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Re: AEN hs rant (pond scum)

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TwoDucks_at_TeacherArtExchange
Date: Sun Feb 29 2004 - 10:12:19 PST


Some thoughts to add to this discussion
lseiler@ez-net.com writes <<Collecting first ideas and making them
unavailable to be used is like this
swishing away of bad water. At this point we require the creative mind to
really engage to come up with some good things.
What has happened as my students do these thumbnails, is one at a time they
are bringing them to me...and I am pointing out the merits of some of their
designs and the weaknesses of others. A chance to talk about negative
space, formal or informal balance and so forth. >>

I believe that it is extremely important for students of all ages to know
that 1. Artists often prepare for a work for a long time before actually making
it. 2. Some artists work from a long series of sketches and thumbnails,
working their problems out as they go along before they approach what they plan to
be their finished work. 3. Other artists do NOT work this way and rely on
accessing the subconscious, for instance, to create compelling images. The
autonomism practiced by some of the Surrialist painters (Eduardo Matta, one of my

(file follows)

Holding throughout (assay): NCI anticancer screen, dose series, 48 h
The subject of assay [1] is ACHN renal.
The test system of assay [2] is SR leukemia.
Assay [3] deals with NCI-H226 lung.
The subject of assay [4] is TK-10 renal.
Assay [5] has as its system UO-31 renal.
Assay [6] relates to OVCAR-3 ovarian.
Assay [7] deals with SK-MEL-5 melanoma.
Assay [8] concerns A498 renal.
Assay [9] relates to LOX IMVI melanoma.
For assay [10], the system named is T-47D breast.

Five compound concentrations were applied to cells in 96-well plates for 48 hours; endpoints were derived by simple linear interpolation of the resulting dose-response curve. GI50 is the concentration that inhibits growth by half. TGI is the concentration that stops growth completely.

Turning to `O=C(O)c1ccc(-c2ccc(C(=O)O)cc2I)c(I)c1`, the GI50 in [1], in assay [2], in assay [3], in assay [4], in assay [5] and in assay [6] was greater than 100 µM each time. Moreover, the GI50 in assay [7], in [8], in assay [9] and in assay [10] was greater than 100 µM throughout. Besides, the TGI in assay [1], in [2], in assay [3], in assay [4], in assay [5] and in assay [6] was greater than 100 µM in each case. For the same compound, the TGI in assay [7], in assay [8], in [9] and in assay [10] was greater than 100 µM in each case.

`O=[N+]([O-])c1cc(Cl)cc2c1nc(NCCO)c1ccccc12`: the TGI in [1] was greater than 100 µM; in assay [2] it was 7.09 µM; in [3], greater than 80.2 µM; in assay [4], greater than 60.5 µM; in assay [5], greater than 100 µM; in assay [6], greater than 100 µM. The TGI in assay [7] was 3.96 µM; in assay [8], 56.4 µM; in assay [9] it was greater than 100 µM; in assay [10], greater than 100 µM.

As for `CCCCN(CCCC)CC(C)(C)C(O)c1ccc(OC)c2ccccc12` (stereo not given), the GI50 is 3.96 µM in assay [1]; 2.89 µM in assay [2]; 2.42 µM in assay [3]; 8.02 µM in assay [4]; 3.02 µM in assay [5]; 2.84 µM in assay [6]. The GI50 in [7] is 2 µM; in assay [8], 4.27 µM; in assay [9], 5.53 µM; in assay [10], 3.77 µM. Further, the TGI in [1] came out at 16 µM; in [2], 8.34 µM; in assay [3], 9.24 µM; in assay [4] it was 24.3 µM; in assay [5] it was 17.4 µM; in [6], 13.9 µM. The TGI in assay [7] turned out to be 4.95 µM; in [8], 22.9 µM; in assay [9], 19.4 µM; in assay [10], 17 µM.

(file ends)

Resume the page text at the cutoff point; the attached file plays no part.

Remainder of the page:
favorites, was one) used automatic writing and mark making to begin some of
their most amazing images. Another approach: In the PBS video Behind The
Scenes: color, discussed here some weeks previously, the painter Robert Guy de
Montes prepares to paint by visiting the flower market to get the colors in his
head. There are as many approaches to the preparation for authentic art
making as there are artists. If we all prepared to make art in an identical way
there would not be so much wonderful variation in what occured!

Larry also writes, movingly: <<It is hard to emphasize the value of art to a
students whose mother is in
the hospital due to her stepfather coming home drunk the night before and
beating her up. Hard to emphasize the value of a late English assignment,
math or anything. >>
 And I totally agree. And I agree that most of school offers little comfort
to children in crisis, children on the edge. Why can't the art class offer
this? Read Robert Coles' THEIR EYES MEETING THE WORLD, which discusses this
poetically. Children on the edge, because of families in crisis, because of
academic failure, because of emotional problems and worse, like their
counterparts in the history of art, have the potential to express this as the content
of their art. I am no sure how much great and moving art came from cozy
comfortable people making things just to be pretty and acceptable. I do not
think that is what Larry is looking for either!

Just more food for thought. It is very stimulating to see these discussions
going back and forth. Thanks to Larry for getting us all thinking.
regards,
kathy douglas
http://knowledgeloom.org/tab
http://groups.yahoo.com/group/TAB-ChoiceArtEd/
http://tabchoiceteaching.blogspot.com/

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